to 0, and everything else to -1.

Aggregates on string time series are currently not supported. All string time series are considered to be stepped time series.

### # Error handling - on_error()

There are three possible errors:

- TYPE_ERROR: You're using an invalid type as input. For example, a string time series with the division operator.
- BAD_DOMAIN: You're using invalid input ranges. For example, division by zero, or sqrt of a negative number.
- OVERFLOW: The result is more than 10^100 in absolute value.

Instead of returning a value for these cases, CDF returns an error field with an error message. To avoid these, you can wrap the (sub)expression in the `on_error()`

function, for example. `on_error(1/TS{externalId='canBeZero'}, 0)`

. Note that, because of interpolation, this can happen even if none of the raw data points are zero.

## # Aggregation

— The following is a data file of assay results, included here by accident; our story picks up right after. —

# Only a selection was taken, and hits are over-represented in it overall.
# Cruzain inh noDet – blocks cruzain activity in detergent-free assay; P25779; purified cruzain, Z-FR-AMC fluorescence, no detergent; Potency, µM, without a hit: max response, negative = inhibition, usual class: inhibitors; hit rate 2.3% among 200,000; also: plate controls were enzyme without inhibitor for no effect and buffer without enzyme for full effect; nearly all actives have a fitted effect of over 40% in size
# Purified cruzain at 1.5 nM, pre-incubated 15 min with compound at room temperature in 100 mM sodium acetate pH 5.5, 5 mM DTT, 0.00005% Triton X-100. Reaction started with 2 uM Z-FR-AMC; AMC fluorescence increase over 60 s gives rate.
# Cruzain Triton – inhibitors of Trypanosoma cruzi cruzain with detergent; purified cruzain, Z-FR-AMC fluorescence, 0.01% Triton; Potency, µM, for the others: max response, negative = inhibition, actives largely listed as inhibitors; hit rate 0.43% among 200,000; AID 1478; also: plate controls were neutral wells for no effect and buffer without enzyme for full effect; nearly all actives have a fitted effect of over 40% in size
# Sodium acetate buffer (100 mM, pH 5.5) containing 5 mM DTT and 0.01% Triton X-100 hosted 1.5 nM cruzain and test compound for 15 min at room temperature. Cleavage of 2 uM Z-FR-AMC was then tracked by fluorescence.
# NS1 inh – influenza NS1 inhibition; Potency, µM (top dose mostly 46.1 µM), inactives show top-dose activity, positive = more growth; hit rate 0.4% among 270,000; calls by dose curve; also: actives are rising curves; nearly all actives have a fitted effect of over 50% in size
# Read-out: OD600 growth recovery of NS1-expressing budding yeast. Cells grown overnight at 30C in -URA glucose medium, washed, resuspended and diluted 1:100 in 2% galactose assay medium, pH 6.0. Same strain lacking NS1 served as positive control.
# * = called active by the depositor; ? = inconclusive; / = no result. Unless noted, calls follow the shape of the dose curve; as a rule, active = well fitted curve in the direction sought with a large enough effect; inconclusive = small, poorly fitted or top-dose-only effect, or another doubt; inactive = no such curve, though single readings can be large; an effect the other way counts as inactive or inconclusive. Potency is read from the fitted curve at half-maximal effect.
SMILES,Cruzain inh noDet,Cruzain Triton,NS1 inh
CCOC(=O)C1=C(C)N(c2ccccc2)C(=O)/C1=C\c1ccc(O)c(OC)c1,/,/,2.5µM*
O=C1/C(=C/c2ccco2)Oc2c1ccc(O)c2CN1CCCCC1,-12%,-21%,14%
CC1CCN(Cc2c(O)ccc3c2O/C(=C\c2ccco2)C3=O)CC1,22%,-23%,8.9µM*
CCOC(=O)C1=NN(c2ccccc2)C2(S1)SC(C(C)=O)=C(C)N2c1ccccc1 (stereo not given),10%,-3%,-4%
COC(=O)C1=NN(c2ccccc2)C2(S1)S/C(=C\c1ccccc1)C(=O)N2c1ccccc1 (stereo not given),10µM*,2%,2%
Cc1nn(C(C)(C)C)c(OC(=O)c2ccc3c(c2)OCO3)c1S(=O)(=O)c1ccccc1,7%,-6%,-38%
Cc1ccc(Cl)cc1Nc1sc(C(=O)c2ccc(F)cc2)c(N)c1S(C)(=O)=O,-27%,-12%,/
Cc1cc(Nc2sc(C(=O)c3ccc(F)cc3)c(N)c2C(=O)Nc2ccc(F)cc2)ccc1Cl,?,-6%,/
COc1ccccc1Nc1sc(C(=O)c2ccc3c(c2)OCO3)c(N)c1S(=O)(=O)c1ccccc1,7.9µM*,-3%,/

You define aggregates similar to time series inputs, but aggregates have extra parameters: `aggregate`

, `granularity`

, and (optionally) `alignment`

. Aggregate must be one of **interpolation**, **stepinterpolation**, or **average**.

You must enclose the value of aggregate and granularity in quotes.

```
ts{id=12356, aggregate="average", granularity="2h", alignment=3600000}
```

See also: Aggregating time series data.

### # Granularity

The granularity decides the length of the intervals CDF takes the aggregate over. They are specified as a number plus a granularity unit, like `120s`

, `15m`

, `48h`

, or `365d`

.

Intervals are half-open, including the start time and excluding the end time. `[start, start+granularity)`